Eutrophication is the over-abundance of nutrients in a body of water that results in harmful algal blooms, fish kills, and in some cases ecosystem collapse. In coral reef ecosystems, excess nutrients can directly impact the coral, or allow other organisms to outcompete the coral. Vatia Bay on the island of Tutuila, American Samoa is experiencing issues with reduced live coral cover. This may be associated with benthic algal blooms, which may be outcompeting corals.
Why We Care
Coral reefs are diverse, productive, and economically valuable ecosystems, but are threatened by a variety of stressors in including land based sources of pollution. Nutrients (nitrogen and phosphorus) are required by both plants and animals for healthy growth, but excess nutrients can cause a variety of problems for corals, including decreased light penetration in the water column, increased competition from benthic algae and direct impacts to coral, such as reducing coral reproduction and recruitment.
What We Are Doing
NOAA scientists from NOS-NCCOS and NMFS-CRED are working with local partners (American Samoa Department of Marine and Wildlife Resources, American Samoa Community College and American Samoa Environmental Protection Agency) to conduct nutrient and biological monitoring to assess the relationship between potential nutrient pollution and benthic algal communities. Nutrients will be monitored monthly, both under baseflow and stormflow conditions, using a YSI nutrient probe, as well as grab samples for lab analysis. Benthic communities will be assessed with photo quadrats. Pending outyear funding, the monitoring will continue for multiple years in order to capture potential interannual variability. The monitoring program will characterize key water quality parameters to allow coastal managers to assess the potential impact of nutrients and other stressors on coral reef ecosystems, as well as to detect change over time.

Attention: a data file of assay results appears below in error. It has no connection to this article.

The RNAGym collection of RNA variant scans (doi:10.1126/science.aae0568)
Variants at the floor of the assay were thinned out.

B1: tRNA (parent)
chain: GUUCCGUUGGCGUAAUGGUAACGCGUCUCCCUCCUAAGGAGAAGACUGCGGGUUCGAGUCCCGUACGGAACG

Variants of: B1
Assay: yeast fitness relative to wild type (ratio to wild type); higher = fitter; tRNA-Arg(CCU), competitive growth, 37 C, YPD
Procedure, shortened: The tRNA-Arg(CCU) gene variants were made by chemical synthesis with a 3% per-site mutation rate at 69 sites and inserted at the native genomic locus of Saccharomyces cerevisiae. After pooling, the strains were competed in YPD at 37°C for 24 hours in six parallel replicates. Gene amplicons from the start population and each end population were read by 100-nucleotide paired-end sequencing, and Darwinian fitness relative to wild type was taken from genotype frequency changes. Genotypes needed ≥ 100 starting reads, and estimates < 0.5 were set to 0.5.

Benefits of Our Work
These data will be valuable to coastal managers for assessing the relationship between nutrients and benthic algae in Vatia Bay. If data suggests that nutrients from land are driving the observed benthic algal dynamics, management activities designed to reduce nutrient pollution can be pursued.
Initial field work is scheduled for May, 2015. During this two week field mission, NCCOS scientists will collect data during different flow regimes, as well as train local partners to conduct ongoing sampling. Project data will be available online via the National Status and Trends database, and will be synthesize, including statistical and geospatial analysis, in a technical memorandum.